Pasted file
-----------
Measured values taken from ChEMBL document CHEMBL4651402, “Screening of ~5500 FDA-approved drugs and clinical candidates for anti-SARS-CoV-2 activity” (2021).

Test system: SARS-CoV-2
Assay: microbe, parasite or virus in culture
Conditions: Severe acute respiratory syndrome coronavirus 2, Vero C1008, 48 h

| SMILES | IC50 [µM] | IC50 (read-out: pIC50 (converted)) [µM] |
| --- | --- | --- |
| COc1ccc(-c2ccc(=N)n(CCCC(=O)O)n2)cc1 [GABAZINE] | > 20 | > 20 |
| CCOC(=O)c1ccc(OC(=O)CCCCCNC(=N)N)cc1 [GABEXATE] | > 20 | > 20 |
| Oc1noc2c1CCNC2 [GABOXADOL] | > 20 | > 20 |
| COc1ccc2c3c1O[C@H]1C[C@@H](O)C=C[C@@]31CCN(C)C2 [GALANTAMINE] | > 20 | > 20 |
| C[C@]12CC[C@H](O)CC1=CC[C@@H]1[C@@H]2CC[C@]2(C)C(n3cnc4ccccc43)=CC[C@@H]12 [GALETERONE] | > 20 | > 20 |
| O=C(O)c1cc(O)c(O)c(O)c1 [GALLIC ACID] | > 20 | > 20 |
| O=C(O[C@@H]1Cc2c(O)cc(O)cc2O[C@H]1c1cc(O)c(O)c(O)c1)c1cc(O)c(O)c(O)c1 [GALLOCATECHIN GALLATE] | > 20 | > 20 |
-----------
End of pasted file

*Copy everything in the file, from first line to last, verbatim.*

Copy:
Measured values taken from ChEMBL document CHEMBL4651402, “Screening of ~5500 FDA-approved drugs and clinical candidates for anti-SARS-CoV-2 activity” (2021).

Test system: SARS-CoV-2
Assay: microbe, parasite or virus in culture
Conditions: Severe acute respiratory syndrome coronavirus 2, Vero C1008, 48 h

| SMILES | IC50 [µM] | IC50 (read-out: pIC50 (converted)) [µM] |
| --- | --- | --- |
| COc1ccc(-c2ccc(=N)n(CCCC(=O)O)n2)cc1 [GABAZINE] | > 20 | > 20 |
| CCOC(=O)c1ccc(OC(=O)CCCCCNC(=N)N)cc1 [GABEXATE] | > 20 | > 20 |
| Oc1noc2c1CCNC2 [GABOXADOL] | > 20 | > 20 |
| COc1ccc2c3c1O[C@H]1C[C@@H](O)C=C[C@@]31CCN(C)C2 [GALANTAMINE] | > 20 | > 20 |
| C[C@]12CC[C@H](O)CC1=CC[C@@H]1[C@@H]2CC[C@]2(C)C(n3cnc4ccccc43)=CC[C@@H]12 [GALETERONE] | > 20 | > 20 |
| O=C(O)c1cc(O)c(O)c(O)c1 [GALLIC ACID] | > 20 | > 20 |
| O=C(O[C@@H]1Cc2c(O)cc(O)cc2O[C@H]1c1cc(O)c(O)c(O)c1)c1cc(O)c(O)c(O)c1 [GALLOCATECHIN GALLATE] | > 20 | > 20 |